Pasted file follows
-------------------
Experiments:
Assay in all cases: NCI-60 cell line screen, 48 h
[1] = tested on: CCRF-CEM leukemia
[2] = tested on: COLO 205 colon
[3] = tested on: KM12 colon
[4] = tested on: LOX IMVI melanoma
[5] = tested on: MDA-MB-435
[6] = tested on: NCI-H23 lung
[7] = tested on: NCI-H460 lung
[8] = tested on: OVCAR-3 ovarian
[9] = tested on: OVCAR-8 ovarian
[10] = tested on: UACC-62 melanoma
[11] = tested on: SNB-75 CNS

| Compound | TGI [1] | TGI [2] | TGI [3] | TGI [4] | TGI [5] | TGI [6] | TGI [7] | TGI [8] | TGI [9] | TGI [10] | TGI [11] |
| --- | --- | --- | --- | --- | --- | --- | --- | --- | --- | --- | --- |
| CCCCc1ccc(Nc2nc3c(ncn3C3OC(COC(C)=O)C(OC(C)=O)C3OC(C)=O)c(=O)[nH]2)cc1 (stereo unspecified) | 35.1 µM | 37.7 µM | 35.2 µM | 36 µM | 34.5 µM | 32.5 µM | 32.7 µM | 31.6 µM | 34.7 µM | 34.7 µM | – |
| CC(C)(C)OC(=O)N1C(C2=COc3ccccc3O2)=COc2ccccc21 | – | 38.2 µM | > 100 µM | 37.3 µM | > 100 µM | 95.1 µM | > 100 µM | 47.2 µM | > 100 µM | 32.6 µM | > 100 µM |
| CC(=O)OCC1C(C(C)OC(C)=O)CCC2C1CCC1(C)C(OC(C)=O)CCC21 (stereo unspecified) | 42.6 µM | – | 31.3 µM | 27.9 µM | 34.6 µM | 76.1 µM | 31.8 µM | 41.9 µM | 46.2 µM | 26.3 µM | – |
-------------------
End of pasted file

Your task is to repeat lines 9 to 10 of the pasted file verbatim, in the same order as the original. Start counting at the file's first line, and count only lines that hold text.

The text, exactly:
[7] = tested on: NCI-H460 lung
[8] = tested on: OVCAR-3 ovarian